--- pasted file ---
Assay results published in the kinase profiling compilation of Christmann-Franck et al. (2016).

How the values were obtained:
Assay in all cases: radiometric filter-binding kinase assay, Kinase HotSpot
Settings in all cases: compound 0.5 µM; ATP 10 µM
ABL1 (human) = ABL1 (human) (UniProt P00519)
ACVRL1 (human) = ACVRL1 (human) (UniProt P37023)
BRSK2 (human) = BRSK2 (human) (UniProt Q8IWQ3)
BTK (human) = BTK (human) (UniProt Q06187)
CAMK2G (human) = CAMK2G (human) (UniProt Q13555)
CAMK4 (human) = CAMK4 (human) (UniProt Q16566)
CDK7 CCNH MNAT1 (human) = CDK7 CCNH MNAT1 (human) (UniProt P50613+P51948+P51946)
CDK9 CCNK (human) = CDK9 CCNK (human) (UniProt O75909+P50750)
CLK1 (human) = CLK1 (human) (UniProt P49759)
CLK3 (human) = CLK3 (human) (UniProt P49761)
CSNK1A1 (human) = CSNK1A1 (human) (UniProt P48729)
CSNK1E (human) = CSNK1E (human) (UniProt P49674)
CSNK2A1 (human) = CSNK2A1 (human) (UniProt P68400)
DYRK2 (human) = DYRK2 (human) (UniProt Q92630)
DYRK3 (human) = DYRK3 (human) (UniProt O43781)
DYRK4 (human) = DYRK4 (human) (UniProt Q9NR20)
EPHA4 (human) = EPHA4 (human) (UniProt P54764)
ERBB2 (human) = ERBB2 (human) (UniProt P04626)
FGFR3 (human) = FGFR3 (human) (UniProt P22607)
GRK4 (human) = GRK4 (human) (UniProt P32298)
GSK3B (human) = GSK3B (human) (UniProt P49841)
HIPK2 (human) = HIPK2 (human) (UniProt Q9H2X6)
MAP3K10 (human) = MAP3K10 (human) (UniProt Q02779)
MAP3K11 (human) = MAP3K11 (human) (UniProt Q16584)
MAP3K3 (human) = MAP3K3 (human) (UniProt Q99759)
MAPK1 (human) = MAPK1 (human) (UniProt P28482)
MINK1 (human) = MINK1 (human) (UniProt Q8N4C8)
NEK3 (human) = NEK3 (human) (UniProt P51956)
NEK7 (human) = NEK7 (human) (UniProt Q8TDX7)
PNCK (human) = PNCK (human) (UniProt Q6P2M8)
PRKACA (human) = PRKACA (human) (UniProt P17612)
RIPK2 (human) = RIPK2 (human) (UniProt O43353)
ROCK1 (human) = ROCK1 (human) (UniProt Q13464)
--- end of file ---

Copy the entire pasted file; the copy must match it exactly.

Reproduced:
Assay results published in the kinase profiling compilation of Christmann-Franck et al. (2016).

How the values were obtained:
Assay in all cases: radiometric filter-binding kinase assay, Kinase HotSpot
Settings in all cases: compound 0.5 µM; ATP 10 µM
ABL1 (human) = ABL1 (human) (UniProt P00519)
ACVRL1 (human) = ACVRL1 (human) (UniProt P37023)
BRSK2 (human) = BRSK2 (human) (UniProt Q8IWQ3)
BTK (human) = BTK (human) (UniProt Q06187)
CAMK2G (human) = CAMK2G (human) (UniProt Q13555)
CAMK4 (human) = CAMK4 (human) (UniProt Q16566)
CDK7 CCNH MNAT1 (human) = CDK7 CCNH MNAT1 (human) (UniProt P50613+P51948+P51946)
CDK9 CCNK (human) = CDK9 CCNK (human) (UniProt O75909+P50750)
CLK1 (human) = CLK1 (human) (UniProt P49759)
CLK3 (human) = CLK3 (human) (UniProt P49761)
CSNK1A1 (human) = CSNK1A1 (human) (UniProt P48729)
CSNK1E (human) = CSNK1E (human) (UniProt P49674)
CSNK2A1 (human) = CSNK2A1 (human) (UniProt P68400)
DYRK2 (human) = DYRK2 (human) (UniProt Q92630)
DYRK3 (human) = DYRK3 (human) (UniProt O43781)
DYRK4 (human) = DYRK4 (human) (UniProt Q9NR20)
EPHA4 (human) = EPHA4 (human) (UniProt P54764)
ERBB2 (human) = ERBB2 (human) (UniProt P04626)
FGFR3 (human) = FGFR3 (human) (UniProt P22607)
GRK4 (human) = GRK4 (human) (UniProt P32298)
GSK3B (human) = GSK3B (human) (UniProt P49841)
HIPK2 (human) = HIPK2 (human) (UniProt Q9H2X6)
MAP3K10 (human) = MAP3K10 (human) (UniProt Q02779)
MAP3K11 (human) = MAP3K11 (human) (UniProt Q16584)
MAP3K3 (human) = MAP3K3 (human) (UniProt Q99759)
MAPK1 (human) = MAPK1 (human) (UniProt P28482)
MINK1 (human) = MINK1 (human) (UniProt Q8N4C8)
NEK3 (human) = NEK3 (human) (UniProt P51956)
NEK7 (human) = NEK7 (human) (UniProt Q8TDX7)
PNCK (human) = PNCK (human) (UniProt Q6P2M8)
PRKACA (human) = PRKACA (human) (UniProt P17612)
RIPK2 (human) = RIPK2 (human) (UniProt O43353)
ROCK1 (human) = ROCK1 (human) (UniProt Q13464)